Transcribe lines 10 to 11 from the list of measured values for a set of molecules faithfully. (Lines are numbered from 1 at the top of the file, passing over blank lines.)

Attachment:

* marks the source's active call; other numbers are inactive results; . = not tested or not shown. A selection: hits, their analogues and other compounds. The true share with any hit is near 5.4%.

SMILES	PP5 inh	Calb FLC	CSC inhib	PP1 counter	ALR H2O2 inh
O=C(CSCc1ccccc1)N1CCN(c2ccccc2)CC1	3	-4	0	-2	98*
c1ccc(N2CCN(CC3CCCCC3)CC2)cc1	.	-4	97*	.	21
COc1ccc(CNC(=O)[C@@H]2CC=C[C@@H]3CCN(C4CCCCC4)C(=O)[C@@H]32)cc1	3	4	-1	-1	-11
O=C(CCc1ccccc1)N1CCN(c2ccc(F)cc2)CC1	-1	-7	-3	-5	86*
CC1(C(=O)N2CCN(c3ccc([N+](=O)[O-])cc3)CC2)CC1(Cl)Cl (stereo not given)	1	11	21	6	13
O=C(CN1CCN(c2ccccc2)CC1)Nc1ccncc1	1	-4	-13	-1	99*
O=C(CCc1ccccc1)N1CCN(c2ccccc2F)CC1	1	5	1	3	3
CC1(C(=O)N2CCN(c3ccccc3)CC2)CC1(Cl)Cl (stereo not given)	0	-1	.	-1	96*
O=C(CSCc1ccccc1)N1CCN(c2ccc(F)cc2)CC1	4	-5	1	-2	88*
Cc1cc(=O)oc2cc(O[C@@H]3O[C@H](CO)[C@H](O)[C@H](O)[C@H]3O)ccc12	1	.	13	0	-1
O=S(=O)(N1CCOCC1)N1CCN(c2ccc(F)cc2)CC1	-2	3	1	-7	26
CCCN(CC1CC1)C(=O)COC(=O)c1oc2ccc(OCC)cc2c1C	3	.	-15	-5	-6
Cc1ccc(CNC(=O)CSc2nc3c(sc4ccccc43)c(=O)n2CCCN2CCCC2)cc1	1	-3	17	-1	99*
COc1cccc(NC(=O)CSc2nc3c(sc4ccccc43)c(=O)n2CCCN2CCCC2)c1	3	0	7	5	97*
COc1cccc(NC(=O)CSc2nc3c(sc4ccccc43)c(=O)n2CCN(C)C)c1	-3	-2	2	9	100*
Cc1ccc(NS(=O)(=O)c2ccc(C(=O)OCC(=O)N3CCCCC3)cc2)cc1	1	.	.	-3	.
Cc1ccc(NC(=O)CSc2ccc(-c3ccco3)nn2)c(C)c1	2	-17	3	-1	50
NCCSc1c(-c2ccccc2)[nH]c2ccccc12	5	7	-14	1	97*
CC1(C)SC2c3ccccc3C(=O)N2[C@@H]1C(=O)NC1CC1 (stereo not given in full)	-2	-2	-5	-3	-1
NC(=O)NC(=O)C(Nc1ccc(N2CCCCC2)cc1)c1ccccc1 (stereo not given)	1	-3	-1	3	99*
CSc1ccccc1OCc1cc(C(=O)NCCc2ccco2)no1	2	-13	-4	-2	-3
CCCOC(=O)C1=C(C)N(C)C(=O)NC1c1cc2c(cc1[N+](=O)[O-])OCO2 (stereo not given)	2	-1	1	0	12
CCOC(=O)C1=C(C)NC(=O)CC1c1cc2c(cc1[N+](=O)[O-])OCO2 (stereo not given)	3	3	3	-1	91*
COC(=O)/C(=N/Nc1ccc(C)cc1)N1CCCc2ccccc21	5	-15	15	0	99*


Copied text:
CC1(C(=O)N2CCN(c3ccccc3)CC2)CC1(Cl)Cl (stereo not given)	0	-1	.	-1	96*
O=C(CSCc1ccccc1)N1CCN(c2ccc(F)cc2)CC1	4	-5	1	-2	88*